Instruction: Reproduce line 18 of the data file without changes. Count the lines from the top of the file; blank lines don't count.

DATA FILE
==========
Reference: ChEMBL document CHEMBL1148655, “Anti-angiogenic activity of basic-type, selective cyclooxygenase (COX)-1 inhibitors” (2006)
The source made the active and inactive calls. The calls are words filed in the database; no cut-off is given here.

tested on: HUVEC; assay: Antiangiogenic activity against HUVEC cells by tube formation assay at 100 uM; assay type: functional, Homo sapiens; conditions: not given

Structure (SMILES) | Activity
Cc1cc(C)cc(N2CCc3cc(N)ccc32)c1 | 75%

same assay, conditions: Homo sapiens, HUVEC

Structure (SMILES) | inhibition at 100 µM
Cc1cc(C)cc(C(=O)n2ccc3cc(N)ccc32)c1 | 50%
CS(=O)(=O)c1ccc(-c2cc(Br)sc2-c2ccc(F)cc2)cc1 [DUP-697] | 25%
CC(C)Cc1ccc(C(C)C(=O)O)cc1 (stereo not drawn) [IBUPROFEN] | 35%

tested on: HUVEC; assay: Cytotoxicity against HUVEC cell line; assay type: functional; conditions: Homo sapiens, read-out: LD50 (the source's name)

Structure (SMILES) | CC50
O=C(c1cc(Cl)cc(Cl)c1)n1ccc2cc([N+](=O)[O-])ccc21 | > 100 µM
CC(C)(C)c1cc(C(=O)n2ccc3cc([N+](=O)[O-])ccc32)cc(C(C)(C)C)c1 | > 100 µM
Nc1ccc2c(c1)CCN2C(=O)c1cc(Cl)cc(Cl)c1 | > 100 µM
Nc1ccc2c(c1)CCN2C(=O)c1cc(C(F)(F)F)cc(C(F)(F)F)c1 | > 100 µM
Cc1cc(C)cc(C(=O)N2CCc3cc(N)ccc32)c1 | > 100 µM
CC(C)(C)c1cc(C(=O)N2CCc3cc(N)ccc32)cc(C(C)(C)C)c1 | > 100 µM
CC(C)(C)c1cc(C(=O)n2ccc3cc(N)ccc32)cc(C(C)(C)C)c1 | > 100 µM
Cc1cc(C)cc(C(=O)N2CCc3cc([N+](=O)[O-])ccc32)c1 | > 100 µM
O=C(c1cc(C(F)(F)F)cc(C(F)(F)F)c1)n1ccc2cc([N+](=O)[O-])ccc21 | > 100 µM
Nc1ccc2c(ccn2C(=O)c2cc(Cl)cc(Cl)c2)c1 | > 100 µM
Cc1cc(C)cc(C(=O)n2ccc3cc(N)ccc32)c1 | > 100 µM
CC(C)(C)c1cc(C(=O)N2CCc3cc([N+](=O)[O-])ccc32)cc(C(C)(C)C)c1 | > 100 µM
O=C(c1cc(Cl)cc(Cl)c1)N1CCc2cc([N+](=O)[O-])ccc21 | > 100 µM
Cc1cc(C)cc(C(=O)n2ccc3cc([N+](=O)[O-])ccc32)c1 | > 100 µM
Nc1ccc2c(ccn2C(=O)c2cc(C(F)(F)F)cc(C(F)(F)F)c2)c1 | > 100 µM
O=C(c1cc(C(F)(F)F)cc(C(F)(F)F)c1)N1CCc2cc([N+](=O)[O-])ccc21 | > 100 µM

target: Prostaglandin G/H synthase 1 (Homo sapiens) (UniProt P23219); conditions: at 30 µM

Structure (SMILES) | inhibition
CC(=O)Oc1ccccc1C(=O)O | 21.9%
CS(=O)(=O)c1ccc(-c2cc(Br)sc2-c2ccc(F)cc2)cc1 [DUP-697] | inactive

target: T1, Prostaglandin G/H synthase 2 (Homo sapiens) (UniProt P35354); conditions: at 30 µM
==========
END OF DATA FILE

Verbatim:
CC(C)(C)c1cc(C(=O)N2CCc3cc(N)ccc32)cc(C(C)(C)C)c1 | > 100 µM